Spy story.

It was 1962 when I first got to know Sam. We were both in the same Literature class. Year twelve. We were both prefects. He was a good bloke but hard to get to know. After school I went to Uni to do Law and he did engineering, because ‘Father says it’s going to be big’. I lost touch with him for a long time.

Full name was Samuel David Mosman. Claimed to be British – not Australian. He spoke with rather an affected accent and we, at our school in Melbourne thought him a little aloof. His father was Swiss – he said, and his mother was the daughter of a certain Colonel Something or other – he said. None of us ever actually met his family and he had quite a story around him, so he said. His father had been ‘in the war’ and his mother had helped airmen who’d been shot down over Germany if they were trying to escape through Switzerland. Or so he said and I think most of us took him at his word.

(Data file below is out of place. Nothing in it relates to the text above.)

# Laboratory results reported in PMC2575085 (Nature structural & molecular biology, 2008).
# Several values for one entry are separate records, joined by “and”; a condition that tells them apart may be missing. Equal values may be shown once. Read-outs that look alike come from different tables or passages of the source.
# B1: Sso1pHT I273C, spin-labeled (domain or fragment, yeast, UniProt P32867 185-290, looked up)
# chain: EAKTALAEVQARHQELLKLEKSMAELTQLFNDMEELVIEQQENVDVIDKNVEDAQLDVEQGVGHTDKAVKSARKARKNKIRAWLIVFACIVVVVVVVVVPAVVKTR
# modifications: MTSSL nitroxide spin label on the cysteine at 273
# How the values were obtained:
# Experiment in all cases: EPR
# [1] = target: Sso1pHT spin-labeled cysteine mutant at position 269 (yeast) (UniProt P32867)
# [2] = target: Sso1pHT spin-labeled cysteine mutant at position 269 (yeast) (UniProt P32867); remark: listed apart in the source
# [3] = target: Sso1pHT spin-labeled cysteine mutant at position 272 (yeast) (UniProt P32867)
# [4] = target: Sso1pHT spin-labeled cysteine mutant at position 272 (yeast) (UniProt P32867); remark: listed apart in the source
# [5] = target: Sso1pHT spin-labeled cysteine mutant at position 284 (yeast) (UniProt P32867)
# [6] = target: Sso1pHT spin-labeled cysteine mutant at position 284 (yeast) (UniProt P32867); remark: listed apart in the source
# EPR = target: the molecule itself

In 1974 my wife and I were in Europe on the compulsory Australian tour of Europe. We had a baby son who was worth the hassle because he got us through checkpoints that other couples said were difficult. Anyway we were in Northern Italy and I picked up an English Language newspaper with huge black headlines;

Mossad Spy Trial.

He stole a fighter plane.’

 There was a photograph of the Spy, and there was no mistake. Sam Mosman! It was Mosman all right. There was no mistaking the photograph. I read further;

“Israeli spy steals plans for fighter plane from Swiss company.”